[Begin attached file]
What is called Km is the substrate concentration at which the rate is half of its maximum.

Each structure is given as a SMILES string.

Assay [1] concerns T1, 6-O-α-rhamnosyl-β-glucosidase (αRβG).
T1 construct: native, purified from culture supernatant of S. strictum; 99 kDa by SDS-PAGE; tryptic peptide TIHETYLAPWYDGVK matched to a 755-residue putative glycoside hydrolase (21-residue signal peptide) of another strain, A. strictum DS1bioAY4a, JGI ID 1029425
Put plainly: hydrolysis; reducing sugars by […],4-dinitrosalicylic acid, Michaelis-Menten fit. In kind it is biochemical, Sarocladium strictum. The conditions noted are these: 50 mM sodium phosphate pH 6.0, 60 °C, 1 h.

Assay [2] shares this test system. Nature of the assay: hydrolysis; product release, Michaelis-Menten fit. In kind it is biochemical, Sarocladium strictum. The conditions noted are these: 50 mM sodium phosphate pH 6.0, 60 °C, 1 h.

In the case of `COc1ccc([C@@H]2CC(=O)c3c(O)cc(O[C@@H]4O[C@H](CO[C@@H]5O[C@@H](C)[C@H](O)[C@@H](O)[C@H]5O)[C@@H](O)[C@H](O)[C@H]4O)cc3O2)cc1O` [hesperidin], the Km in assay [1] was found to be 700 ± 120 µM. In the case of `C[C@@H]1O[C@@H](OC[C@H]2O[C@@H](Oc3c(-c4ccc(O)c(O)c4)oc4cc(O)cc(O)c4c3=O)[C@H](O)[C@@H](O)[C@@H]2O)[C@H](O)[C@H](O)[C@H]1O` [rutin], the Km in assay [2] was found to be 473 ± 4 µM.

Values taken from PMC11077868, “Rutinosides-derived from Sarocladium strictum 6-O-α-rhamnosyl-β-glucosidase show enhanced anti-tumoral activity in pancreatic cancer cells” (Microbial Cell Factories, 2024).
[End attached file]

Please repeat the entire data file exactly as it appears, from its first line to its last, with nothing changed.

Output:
What is called Km is the substrate concentration at which the rate is half of its maximum.

Each structure is given as a SMILES string.

Assay [1] concerns T1, 6-O-α-rhamnosyl-β-glucosidase (αRβG).
T1 construct: native, purified from culture supernatant of S. strictum; 99 kDa by SDS-PAGE; tryptic peptide TIHETYLAPWYDGVK matched to a 755-residue putative glycoside hydrolase (21-residue signal peptide) of another strain, A. strictum DS1bioAY4a, JGI ID 1029425
Put plainly: hydrolysis; reducing sugars by […],4-dinitrosalicylic acid, Michaelis-Menten fit. In kind it is biochemical, Sarocladium strictum. The conditions noted are these: 50 mM sodium phosphate pH 6.0, 60 °C, 1 h.

Assay [2] shares this test system. Nature of the assay: hydrolysis; product release, Michaelis-Menten fit. In kind it is biochemical, Sarocladium strictum. The conditions noted are these: 50 mM sodium phosphate pH 6.0, 60 °C, 1 h.

In the case of `COc1ccc([C@@H]2CC(=O)c3c(O)cc(O[C@@H]4O[C@H](CO[C@@H]5O[C@@H](C)[C@H](O)[C@@H](O)[C@H]5O)[C@@H](O)[C@H](O)[C@H]4O)cc3O2)cc1O` [hesperidin], the Km in assay [1] was found to be 700 ± 120 µM. In the case of `C[C@@H]1O[C@@H](OC[C@H]2O[C@@H](Oc3c(-c4ccc(O)c(O)c4)oc4cc(O)cc(O)c4c3=O)[C@H](O)[C@@H](O)[C@@H]2O)[C@H](O)[C@H](O)[C@H]1O` [rutin], the Km in assay [2] was found to be 473 ± 4 µM.

Values taken from PMC11077868, “Rutinosides-derived from Sarocladium strictum 6-O-α-rhamnosyl-β-glucosidase show enhanced anti-tumoral activity in pancreatic cancer cells” (Microbial Cell Factories, 2024).